The year 2017 has cryptocurrencies written all over it as investors celebrate 12 months of jaw-dropping disbelief with the likes of Bitcoin, Ethereum and Ripple outperforming all other established and traditional asset classes – with more than a thousand-fold return year to date. Leading the crypto-pack is Bitcoin that smashed the US$16,000 barrier recently extending its stratospheric escalation to new records – this after coming into 2017 at US$725 in mid-January. With the exponential surge of virtual currencies, we are now bound to ask if anything about its surreal meteoric rise has the vestige of a bubble surrounding it.
It is a tumultuous and turbulent time in the Middle East. The consolidation of power to a newly appointed [apparently modernist] crown prince in Saudi Arabia together with heightened conflict from Yemen’s Houthi rebels and hostile rhetoric against Lebanon and Iran is taking the Arab world towards a significant tectonic shift.
The ascent of Xi Jinping to what 'maybe' perpetual power culminated at the 19th National Congress of the Communist Party in late October. His winning mantra 'Xi Jinping Thought' or expanded upon, 'Socialism with Chinese Characteristics in a New Era' has now been embodied in the Chinese Constitution.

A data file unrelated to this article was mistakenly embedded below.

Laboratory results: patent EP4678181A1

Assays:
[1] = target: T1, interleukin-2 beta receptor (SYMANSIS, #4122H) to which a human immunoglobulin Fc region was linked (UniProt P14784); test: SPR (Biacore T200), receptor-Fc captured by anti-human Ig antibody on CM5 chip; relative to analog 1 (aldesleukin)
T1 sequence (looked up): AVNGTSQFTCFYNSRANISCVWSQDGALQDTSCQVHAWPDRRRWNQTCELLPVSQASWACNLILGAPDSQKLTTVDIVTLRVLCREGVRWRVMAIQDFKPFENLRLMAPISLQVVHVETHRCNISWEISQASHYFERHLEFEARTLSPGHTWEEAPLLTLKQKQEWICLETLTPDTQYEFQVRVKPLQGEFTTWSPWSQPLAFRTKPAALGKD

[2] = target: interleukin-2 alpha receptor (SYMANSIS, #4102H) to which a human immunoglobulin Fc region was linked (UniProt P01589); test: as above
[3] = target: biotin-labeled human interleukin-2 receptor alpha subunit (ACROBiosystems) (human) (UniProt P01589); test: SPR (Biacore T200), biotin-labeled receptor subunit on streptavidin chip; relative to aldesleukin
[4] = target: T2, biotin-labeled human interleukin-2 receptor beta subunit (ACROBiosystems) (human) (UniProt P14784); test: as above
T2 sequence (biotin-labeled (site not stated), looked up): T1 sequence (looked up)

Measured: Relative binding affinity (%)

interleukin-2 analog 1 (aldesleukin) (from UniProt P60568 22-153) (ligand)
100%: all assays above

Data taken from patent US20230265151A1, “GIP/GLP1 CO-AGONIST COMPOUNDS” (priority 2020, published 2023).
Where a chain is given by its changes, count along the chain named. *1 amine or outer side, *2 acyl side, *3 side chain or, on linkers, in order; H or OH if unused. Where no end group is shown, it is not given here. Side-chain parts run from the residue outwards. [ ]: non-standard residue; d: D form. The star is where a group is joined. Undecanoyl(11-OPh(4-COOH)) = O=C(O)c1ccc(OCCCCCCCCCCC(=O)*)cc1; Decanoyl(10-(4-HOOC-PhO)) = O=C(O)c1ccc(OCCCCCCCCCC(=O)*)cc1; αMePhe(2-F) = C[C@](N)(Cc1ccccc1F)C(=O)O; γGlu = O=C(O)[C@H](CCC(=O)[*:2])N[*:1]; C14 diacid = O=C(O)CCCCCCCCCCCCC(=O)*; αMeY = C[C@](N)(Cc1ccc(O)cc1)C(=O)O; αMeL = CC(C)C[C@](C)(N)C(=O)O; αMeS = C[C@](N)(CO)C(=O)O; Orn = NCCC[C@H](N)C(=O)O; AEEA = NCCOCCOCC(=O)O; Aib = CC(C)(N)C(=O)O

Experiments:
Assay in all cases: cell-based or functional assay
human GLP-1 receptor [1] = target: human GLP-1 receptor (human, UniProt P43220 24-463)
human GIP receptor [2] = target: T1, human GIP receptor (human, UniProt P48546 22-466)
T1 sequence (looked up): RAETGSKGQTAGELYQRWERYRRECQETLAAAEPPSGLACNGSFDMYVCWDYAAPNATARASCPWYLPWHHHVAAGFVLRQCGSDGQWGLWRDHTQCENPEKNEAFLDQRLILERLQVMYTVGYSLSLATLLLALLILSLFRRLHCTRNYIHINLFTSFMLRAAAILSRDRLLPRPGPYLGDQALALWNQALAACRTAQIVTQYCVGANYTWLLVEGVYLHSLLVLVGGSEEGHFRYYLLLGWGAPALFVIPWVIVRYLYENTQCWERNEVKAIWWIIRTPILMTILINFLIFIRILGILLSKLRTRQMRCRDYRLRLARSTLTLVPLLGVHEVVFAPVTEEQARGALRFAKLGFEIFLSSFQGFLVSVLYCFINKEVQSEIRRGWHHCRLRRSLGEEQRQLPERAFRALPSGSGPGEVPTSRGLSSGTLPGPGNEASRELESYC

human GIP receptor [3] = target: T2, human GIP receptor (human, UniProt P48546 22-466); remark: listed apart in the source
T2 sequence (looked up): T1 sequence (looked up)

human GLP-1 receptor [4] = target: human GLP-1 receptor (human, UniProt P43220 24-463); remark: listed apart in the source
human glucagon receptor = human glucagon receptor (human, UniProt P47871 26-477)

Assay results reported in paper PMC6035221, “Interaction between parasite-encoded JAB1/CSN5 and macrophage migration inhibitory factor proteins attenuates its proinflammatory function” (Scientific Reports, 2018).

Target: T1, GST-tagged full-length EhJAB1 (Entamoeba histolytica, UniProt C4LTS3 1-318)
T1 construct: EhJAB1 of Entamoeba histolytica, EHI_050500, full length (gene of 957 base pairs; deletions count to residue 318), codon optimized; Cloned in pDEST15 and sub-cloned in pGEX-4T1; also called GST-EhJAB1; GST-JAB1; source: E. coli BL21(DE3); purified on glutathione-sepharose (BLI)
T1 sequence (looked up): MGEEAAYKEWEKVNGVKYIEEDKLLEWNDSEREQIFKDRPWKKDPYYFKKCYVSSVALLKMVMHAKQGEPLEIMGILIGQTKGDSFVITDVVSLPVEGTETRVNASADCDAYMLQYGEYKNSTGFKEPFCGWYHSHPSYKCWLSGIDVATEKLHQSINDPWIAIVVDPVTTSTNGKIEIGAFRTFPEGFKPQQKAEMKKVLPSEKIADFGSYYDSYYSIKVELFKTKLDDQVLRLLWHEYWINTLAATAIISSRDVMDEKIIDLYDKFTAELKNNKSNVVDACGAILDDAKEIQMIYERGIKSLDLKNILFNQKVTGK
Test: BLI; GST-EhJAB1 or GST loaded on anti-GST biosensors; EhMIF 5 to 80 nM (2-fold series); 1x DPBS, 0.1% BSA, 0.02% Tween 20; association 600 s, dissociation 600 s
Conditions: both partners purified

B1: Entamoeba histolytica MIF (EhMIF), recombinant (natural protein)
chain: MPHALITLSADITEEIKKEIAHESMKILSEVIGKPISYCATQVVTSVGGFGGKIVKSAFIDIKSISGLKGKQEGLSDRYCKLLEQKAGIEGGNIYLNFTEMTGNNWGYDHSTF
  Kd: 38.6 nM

Will we shortly bid our local bank goodbye now that financial transactions are increasingly done online with an app on a smartphone, - not with banks but by technology-driven companies?
Many had hoped that when India gained independence from British rule 70 years ago, its local leaders would carry on in the forward-thinking direction that their colonial masters had instituted – one that should have ushered in a new era of development as a free nation. But 70 years later, we continue to witness a country that is progressing in a fashion, but nevertheless persistently in conflict with a multitude of societal problems, enormous ingrained poverty and shocking economic disparity – and a sense now of degenerating back to its tribal and irrational past that predates its founding
So far in 2017 alone, about 60 new nuclear reactors are being constructed in 14 countries. Global nuclear power capacities are projected to increase from 380 Gigawatts in 2015 to over 480 Gigawatts in 2030, which is 10 Gigawatts more in 15 years. Likewise, uranium demand is projected to grow more than 60% from 190 million pounds of U308 in 2016 to 300 million pounds of U308 by 2030.